By the Sea

A lot of the very sparse dialogue is in French, and given that I could hardly hear the softly muttered English dialogue at times, subtitles were indispensable. The film moves at a pedestrian pace, with the first half hour or more seeming to comprise of Roland going to the bar, Vanessa reclining on the bed or the balcony, and the two of them constantly at odds. Things change, however, when a newly married French couple occupy the adjacent room. By chance Vanessa found a peep-hole giving a view of the couple's bedroom and it isn't long before she is spying on them. One assumes she is envious of their relationship rather than looking for titillation. At the same time she is sure that Roland wants to have sex with the young woman, although there's absolutely nothing to substantiate her accusations.

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A Bigger Splash

Helen bought a couple of DVDs this week, one of which was this film. We watched it yesterday evening.

A Bigger Splash

A bit of research informs me that it is a remake of Jacques Deray's 1969 psychological thriller, La Piscine (The Swimming Pool). Certainly the swimming pool features strongly, particularly at the end.

It has a main cast of four. Tilda Swinton plays Marianne, a famous rock star who is taking time out with her partner, Paul, played by Matthias Schoenarts. Marianne is under orders not to speak as she tries to recover her voice. Their tranquility is shattered by the arrival of Harry, brilliantly played by Ralph Fiennes, a record producer who was once Mariannes lover, and who brings with him his daughter Penelope, played by Dakota Johnson of 50 Shades of Grey fame.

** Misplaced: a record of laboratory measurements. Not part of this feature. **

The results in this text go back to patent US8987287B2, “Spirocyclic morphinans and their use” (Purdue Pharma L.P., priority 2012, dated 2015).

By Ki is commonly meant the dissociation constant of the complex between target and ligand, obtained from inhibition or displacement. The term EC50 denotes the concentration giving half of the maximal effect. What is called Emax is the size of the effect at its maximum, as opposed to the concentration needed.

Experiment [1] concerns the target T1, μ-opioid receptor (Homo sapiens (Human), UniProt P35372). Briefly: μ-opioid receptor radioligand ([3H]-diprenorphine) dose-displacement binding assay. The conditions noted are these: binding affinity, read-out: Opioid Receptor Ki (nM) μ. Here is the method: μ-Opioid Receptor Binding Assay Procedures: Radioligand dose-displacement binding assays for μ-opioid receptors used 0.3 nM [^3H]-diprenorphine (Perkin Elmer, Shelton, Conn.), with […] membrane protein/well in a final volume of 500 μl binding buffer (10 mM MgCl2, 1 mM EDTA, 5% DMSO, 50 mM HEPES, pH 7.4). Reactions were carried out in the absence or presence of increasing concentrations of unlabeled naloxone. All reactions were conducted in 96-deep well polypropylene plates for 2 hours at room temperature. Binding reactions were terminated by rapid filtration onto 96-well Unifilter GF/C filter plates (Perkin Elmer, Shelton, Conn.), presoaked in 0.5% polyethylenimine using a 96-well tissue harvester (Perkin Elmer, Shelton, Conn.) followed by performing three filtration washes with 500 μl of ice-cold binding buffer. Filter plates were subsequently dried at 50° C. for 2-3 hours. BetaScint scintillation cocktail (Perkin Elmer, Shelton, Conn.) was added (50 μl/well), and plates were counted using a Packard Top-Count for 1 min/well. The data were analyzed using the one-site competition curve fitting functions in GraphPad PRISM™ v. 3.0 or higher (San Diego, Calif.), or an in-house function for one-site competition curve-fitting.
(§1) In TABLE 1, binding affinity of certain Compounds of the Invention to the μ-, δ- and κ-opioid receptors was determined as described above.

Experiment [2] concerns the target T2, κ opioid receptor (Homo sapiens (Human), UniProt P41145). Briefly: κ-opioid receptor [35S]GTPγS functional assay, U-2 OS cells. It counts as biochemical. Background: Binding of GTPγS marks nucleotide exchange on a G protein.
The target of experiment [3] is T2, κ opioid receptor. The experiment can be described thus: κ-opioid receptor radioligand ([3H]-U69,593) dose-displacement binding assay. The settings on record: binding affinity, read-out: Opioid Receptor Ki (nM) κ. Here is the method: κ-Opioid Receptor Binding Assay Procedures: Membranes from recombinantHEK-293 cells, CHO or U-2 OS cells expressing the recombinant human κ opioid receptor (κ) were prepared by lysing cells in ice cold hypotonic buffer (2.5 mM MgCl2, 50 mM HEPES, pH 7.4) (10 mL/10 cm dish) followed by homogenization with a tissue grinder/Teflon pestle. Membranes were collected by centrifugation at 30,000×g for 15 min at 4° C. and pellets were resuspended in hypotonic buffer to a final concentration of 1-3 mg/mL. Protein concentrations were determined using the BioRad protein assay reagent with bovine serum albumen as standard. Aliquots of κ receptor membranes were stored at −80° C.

The frisson generated by the arrival of Harry and his daughter is immediate. He obviously isn't over Marianne, while Penelope has immediate eyes for Paul. To say Harry is over the top is an understatement. He never stops talking, is hyperactive, seems worryingly interested in his daughter and has a habit of stripping off for the pool, never mind everybody's presence. Meanwhile Paul remains reserved but is clearly uneasy. We learn that Harry actually introduced him to Marianne.

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La Fée

Another French film, but one that I find extremely difficult to review. It's a combination of fantasy, love and slapstick comedy. The notes on the DVD refer to burlesque comedy and physical comedy. Do you get the gist?

La Fée - image 1

Dominique Abel and Fiona Gordon, a couple in real life, play Dom and Fiona, having directed the film with Bruno Romey, who plays the visually challenged patron of the L'Amour Flou (Fuzzy Love) café.

Dom works in a hotel and one evening Fiona comes in and announces she's a fairy, and grants him three wishes. The first is for a scooter (he has a very unreliable bike) and the second is for petrol to keep it running. After Fiona carries out an interesting variation of the Heimlich manoeuvre on Dom, who gets the top of a tomato ketchup bottle stuck in his throat (you need to watch the film to see why), Dom falls asleep, and wakes up in the morning to find a scooter in the hotel foyer. Later Fiona gives him the key to a petrol storage tank in the nearby refinery. And so a romance is kindled.

La Fée - image 2

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Heartbreaker

My latest French film is Heartbreaker. Or to give it its French title, L'Arnacoeur, which is a phonetic play on words, the actual word being arnaqueur, being somebody who practises arnaque, which is a word for a swindle or a con.

Heartbreaker

Alex, with the help of his sister and her husband, operate a rather unusual business. Basically they break up relationships, which may sound somewhat harsh, but we're led to believe that it's only where the woman is at risk of marrying somebody unsuitable. Needless to say somebody, usually the woman's father, pays them to perform this service.